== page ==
Historic Anti-GMO Ruling: Philippine Supreme Court Bans Bt Eggplant

eggplant on vineCitizens win, and GMO developers lose: a precedent-setting Filipino court decision halts field trials of genetically modified Bt eggplant. Coming on the heels of our own recent legislative cowardice in Connecticut and Vermont, this ruling highlights the inadequacy of GMO regulation in the US.

Greenpeace of Southeast Asia petitioned the court for a Writ of Kalikasan (Nature) in April 2011, seeking to ban Bt eggplant field trials due to potential health risks and environmental damage. That action bore fruit earlier this month, when the Philippine Supreme Court ruled to stop field testing of Bt eggplant. According to Greenpeace International,

The Supreme Court ruled unanimously that GE Bt eggplant violates the public’s constitutional rights to a healthy environment and therefore recognized the scientific uncertainties of the health and environmental safety of GE Bt eggplant. It ordered the respondents, including the Department of Environment and Natural Resources, to justify the field testing of GE Bt eggplant in the country within the next 10 days.

The petitioners had filed a writ of kalikasan, which is a unique Philippine legal remedy for people whose constitutional right to a balanced and healthy ecology is violated or threatened by an unlawful act or omission of a public official, involving environmental damage of such magnitude as to prejudice the life, health or property of inhabitants in two or more cities or provinces.

Bt eggplant, also known as Bt talong, Bt brinjal, or Bt aubergine, produces a toxin called Bacillus thuringenesis. Before genetically engineered crops introduced Bt toxin to the human food chain, it was never approved for consumption by mammals.

Bt cotton has proven devastating to farmers in India, and Bt eggplant has prompted Indian legal action over biopiracy and environmental concerns. The Institute for Science in Society calls it unfit for human consumption, citing concerns related to antibiotic resistance, blood clotting, and liver health. Like virtually every GM food currently approved for human consumption, the longest Bt safety studies were only 90 days in duration — inadequate to rule out many toxicity risks.

Prior to this court ruling, no application for Filipino GM crop approval had ever been rejected. Environmental groups applaud the Bt eggplant decision, and hope it signals the beginning of a better system for evaluating potentially harmful GMOs before their approval and cultivation.

Like all currently approved GM crops in the US, Bt eggplant was approved in the Philippines without adequate objective scientific data supporting its safety — either in terms of human health or environmental impact. This case represents an important move towards science and accountability, and away from governmental catering to biotechnology interests at the expense of their own citizens.

This ruling also marks the first time a national government has openly called into question the safety of genetically engineered crops, and the scientific inadequacy of  existing research on  health and environmental impacts related to GMOs.

Coming on the heels of our own legislative foolishness in Connecticut and Vermont, the Filipino Bt eggplant ruling shines a harsh light on the extent to which we’ve dropped the ball, here in the US. The fox isn’t allowed to rule the food-growing henhouse in the Philippines, or India, or Japan, or the European Union, or any of the other countries that have drawn a GMO line in the sand (er, soil).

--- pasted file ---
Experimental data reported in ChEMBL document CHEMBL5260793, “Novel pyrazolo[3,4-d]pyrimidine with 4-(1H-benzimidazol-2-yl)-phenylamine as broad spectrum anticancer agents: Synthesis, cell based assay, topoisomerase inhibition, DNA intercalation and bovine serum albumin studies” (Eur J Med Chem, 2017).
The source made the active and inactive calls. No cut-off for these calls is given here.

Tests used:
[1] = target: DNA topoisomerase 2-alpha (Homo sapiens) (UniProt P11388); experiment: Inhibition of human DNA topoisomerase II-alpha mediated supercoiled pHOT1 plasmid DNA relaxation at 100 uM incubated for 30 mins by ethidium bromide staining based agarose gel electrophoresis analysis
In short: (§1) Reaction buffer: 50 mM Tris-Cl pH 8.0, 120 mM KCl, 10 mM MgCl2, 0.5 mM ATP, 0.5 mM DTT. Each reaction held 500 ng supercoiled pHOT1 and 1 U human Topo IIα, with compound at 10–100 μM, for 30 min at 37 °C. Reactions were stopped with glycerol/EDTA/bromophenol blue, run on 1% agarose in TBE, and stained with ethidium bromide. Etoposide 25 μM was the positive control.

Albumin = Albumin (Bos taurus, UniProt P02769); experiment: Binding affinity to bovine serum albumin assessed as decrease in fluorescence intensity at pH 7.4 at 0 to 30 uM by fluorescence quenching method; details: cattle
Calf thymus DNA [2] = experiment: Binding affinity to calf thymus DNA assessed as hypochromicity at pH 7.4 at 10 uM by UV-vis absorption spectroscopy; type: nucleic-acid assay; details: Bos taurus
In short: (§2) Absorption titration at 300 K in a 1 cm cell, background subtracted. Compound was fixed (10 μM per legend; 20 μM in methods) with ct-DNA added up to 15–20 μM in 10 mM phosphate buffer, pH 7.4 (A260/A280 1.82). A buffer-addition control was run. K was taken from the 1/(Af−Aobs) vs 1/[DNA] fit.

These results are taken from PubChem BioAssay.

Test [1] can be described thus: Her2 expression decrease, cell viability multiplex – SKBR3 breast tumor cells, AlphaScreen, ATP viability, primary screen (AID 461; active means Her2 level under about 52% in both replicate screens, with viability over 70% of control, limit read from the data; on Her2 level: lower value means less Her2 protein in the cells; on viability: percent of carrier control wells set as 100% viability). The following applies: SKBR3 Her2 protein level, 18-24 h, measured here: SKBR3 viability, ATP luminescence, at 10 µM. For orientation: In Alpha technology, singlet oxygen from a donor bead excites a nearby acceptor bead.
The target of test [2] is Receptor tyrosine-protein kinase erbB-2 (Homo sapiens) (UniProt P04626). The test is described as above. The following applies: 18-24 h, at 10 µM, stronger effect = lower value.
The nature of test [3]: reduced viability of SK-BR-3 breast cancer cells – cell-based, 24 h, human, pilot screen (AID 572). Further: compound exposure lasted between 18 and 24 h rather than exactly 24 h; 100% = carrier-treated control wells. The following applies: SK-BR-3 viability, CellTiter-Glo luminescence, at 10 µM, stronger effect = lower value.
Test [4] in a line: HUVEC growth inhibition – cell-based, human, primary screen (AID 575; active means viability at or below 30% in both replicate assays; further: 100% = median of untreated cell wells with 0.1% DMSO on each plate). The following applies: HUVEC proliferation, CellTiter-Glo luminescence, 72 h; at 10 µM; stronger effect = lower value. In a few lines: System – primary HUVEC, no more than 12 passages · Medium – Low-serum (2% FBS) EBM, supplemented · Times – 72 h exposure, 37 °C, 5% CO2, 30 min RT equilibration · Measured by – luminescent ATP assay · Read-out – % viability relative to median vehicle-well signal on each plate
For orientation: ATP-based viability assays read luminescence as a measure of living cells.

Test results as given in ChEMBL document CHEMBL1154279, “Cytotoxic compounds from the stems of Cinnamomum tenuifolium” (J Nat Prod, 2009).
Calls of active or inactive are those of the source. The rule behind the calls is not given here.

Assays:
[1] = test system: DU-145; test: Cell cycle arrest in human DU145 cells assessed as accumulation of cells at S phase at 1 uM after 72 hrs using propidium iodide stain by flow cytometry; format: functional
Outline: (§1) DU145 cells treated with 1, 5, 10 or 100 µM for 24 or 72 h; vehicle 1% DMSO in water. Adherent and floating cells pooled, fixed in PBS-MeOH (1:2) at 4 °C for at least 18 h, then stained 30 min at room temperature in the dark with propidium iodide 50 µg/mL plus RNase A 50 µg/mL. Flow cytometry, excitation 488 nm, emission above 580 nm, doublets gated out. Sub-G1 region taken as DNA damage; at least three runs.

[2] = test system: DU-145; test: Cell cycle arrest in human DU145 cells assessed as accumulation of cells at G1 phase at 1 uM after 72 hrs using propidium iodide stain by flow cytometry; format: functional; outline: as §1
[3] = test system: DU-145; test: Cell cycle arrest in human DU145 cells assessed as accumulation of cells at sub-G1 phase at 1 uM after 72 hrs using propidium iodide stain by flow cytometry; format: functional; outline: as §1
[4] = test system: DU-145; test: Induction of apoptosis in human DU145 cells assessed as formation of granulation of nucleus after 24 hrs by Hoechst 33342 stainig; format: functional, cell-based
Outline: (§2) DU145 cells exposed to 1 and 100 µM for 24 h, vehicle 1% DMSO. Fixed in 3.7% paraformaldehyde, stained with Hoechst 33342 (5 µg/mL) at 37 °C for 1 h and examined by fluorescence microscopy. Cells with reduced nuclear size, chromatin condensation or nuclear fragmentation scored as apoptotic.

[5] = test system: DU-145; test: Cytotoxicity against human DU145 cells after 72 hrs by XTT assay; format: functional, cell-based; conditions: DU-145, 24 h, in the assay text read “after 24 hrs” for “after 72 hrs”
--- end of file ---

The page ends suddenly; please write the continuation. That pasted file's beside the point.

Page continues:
Are we content to let the biotechnology industry continue to tyrannize the US food system? I’m not!

If you agree that things need to change, here’s what you can do:

  1. Vote your dollar! Buy organic or ‘Non-GMO’ labelled food every chance you get, until we see change on this issue. Reward producers who aren’t trying to trick you into eating stuff you wouldn’t buy if they labeled it. Go here to learn more about avoiding GMOs.
  2. The only thing legislators hate more than lawsuits is bad press. Write a letter to the editor of your favorite local publication, and share information about this issue on all your social networks — the more people who know about GMO labeling issues, the harder it is for politicians to crumple like wet paper bags before Monsanto’s legal foot-stomping.
  3. ‘Like’ Millions Against Monsanto on Facebook, for updates on pending GMO legislation and action opportunities.
  4. If you live in a state with pending GMO labeling legislation, make your voice heard! Call, write, and generally pester your representatives to demand accurate labeling of genetically engineered foods. Volunteer with a local Right to Know Group. Vote! And bring people with you!
  5. Wherever you live, sign this to let them know we think this is a big deal.

Unlike in the Philippines — and so much of the rest of the civilized world — the links between US government and biotech interests make this an issue unlikely to change without intense consumer agitation.

So.

For goodness sake, people: agitate!

Image credit: Creative Commons photo by matsuyuki.

3 Comments

Leave a Reply
    • Thanks for your comment — but I’m not sure I understand what you mean. Who do you view as anti-science? Biotech companies (who actively prohibit unbiased independent health/ environmental research on GM crops), governments with poor GMO regulation practices (who approve GM crops with inadequate scientific backing), or me (who writes about the above problems)?

      Please clarify your thoughts. Thanks!
      Tanya

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